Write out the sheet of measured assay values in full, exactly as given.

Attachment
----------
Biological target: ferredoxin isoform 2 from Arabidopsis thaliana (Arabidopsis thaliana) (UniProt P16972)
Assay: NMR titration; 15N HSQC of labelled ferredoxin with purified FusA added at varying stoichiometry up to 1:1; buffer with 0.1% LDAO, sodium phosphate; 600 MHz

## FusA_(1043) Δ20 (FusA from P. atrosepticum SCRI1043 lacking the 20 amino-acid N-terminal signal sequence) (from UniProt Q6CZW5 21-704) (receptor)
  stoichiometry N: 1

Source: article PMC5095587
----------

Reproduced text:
Biological target: ferredoxin isoform 2 from Arabidopsis thaliana (Arabidopsis thaliana) (UniProt P16972)
Assay: NMR titration; 15N HSQC of labelled ferredoxin with purified FusA added at varying stoichiometry up to 1:1; buffer with 0.1% LDAO, sodium phosphate; 600 MHz

## FusA_(1043) Δ20 (FusA from P. atrosepticum SCRI1043 lacking the 20 amino-acid N-terminal signal sequence) (from UniProt Q6CZW5 21-704) (receptor)
  stoichiometry N: 1

Source: article PMC5095587